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The Microsoft Manager And The Vacation Request

October 2, 2015

He was a on the fast track at Microsoft. On track to be promoted to a Unit Manager. There was just one problem. The amount of PTO his team took was way off and he needed to fix it if he wanted to move up in the company. 

Microsoft used to be the place to work. All the cool kids worked there. Even getting an interview was a big deal. They year they hired me, I was one of about 500 new hires. . .at a company that employed 50,000. Like many compnaies, Microsoft liked to promote from within. There were many criteria that Microsoft used to gause who should move up; programs shipped, team morale, projects completed, and team vacation time. 

Vacation time, or PTO (Personal Time Off) as any three-letter-acronym loving person calls it, it pretty simple. You get a certain number of days each month or each year. Typically unused vacation days will accrue until you reach a certain point. (At Microsoft it was 1.5 times your annual allotment.) At that point you do not accrue any additional vacation days.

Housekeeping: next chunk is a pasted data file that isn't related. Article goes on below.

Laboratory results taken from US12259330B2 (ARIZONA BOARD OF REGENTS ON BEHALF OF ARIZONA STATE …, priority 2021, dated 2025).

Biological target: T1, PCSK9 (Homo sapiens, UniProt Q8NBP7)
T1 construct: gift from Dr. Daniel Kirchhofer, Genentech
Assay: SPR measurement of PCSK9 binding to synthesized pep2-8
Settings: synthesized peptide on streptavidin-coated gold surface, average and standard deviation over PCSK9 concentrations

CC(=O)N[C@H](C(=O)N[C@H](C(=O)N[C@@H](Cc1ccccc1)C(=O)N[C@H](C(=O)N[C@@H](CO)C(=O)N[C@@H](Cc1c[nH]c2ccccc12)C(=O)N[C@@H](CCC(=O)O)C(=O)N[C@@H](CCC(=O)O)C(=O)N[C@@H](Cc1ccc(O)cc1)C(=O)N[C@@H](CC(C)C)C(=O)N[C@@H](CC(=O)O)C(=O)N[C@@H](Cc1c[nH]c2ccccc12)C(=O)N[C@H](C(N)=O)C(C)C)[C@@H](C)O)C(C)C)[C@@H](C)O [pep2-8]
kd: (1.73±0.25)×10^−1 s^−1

It’s a sad fact of project management that you cannot ship your product whil you are away from the office on PTO. The same goes for your teams. You need the people actually there working. It’s tempting to attempt to maximize your team’s time in the office. After all, if your team is off on vacation, they aren’t putting out product, or delivering new programs. 

Of course, the downside is the ris that you’ll burn out your team. How do you balance the two? At Microsoft they balanced them by tying the manager’s review to how much PTO their employees took. In other words if your team didn’t take ENOUGH time off, you got a bad reveiw. 

And it work. Managers would send people off on vacation and insist that they not log into email. Not only was it good for the employees, but it made the project team stronger as well. Team members learned to stretch beyond their own area of expertise to sometimes cover for team members who were out. 

There is a business maxim that says, “What gets measured, improves.” In this case, they wanted to improve employee work/life blance. The key is finding the right measurement. 

Rodney M Bliss is an author, columnist and IT Consultant. His blog updates every weekday at 7:00 AM Mountain Time. He lives in Pleasant Grove, UT with his lovely wife, thirteen children and grandchildren. 

Follow him on
Twitter (@rodneymbliss
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LinkedIn (www.LinkedIn.com/in/rbliss)
or email him at rbliss at msn dot com

(c) 2015 Rodney M Bliss, all rights reserved 

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